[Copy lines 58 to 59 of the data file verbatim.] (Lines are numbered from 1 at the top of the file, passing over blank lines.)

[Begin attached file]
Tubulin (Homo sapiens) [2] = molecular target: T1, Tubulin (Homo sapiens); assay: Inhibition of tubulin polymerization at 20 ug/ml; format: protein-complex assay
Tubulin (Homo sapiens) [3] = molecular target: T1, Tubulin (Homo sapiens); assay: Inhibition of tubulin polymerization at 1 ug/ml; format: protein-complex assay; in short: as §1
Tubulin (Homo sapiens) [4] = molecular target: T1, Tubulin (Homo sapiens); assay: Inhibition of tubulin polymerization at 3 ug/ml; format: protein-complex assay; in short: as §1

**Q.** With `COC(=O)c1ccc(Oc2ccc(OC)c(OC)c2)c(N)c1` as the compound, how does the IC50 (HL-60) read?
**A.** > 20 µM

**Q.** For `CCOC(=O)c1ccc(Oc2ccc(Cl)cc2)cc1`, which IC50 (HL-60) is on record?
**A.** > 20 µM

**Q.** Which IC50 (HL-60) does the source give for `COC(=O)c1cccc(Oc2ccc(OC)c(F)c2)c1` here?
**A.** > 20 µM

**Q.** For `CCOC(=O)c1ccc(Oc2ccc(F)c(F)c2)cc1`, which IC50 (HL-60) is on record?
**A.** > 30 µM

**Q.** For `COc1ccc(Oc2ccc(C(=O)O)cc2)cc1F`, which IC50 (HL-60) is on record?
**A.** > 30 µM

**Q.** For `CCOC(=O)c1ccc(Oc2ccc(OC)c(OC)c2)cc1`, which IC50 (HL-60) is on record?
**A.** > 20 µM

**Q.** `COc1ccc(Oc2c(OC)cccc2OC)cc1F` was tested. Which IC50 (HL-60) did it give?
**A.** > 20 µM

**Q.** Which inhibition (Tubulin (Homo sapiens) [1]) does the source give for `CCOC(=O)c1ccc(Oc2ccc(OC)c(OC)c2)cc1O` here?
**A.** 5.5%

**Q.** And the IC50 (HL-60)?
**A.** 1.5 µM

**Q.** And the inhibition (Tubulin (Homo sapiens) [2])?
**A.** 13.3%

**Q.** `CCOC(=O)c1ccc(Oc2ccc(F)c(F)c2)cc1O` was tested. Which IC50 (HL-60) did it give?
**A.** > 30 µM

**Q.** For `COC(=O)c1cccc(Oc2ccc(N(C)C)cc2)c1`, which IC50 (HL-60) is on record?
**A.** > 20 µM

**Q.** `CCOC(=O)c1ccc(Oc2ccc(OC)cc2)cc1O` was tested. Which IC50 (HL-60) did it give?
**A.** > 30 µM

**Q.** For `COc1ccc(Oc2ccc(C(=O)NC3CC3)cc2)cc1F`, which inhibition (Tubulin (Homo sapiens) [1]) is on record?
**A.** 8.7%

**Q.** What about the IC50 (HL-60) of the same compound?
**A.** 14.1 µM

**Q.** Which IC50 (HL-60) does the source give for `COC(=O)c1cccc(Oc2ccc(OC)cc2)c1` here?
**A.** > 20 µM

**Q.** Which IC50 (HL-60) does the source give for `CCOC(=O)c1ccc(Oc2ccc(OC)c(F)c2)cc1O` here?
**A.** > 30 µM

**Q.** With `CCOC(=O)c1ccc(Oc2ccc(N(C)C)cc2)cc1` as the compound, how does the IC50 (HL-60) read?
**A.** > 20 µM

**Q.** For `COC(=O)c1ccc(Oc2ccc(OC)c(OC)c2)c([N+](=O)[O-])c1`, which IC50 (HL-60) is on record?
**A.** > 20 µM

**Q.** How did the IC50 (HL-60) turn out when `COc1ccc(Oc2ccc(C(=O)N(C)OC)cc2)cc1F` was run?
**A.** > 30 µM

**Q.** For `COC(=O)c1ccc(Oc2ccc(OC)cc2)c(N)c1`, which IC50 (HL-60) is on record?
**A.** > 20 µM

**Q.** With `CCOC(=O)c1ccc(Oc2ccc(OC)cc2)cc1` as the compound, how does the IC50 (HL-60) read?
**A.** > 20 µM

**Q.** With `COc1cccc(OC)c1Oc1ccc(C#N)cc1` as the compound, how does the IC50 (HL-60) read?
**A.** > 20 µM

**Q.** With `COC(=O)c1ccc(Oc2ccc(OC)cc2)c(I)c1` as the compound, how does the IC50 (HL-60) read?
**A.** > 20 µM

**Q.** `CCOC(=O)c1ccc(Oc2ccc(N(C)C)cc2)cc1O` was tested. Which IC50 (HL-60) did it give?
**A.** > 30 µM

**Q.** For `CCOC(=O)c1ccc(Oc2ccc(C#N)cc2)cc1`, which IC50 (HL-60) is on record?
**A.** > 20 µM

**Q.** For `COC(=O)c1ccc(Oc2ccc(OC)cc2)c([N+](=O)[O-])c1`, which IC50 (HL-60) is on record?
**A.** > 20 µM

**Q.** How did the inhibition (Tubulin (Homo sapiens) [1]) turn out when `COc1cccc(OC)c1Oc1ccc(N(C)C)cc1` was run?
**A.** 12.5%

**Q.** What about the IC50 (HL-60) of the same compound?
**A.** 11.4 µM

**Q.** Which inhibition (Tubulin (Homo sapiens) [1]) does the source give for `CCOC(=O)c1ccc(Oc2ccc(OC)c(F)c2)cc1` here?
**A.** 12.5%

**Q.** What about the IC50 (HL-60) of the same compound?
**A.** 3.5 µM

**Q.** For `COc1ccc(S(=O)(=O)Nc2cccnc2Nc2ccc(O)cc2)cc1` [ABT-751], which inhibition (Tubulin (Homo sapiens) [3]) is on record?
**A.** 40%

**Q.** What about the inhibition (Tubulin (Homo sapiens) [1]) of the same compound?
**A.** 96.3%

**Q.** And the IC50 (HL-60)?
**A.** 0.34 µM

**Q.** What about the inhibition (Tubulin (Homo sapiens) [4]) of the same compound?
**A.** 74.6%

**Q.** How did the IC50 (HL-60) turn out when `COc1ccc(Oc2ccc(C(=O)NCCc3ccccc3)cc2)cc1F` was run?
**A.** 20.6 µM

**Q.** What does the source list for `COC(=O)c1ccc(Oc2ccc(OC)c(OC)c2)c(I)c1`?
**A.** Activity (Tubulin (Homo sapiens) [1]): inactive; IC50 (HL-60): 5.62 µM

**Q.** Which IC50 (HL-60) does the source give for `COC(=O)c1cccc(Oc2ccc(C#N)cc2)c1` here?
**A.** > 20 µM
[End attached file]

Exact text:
**Q.** How did the inhibition (Tubulin (Homo sapiens) [1]) turn out when `COc1cccc(OC)c1Oc1ccc(N(C)C)cc1` was run?
**A.** 12.5%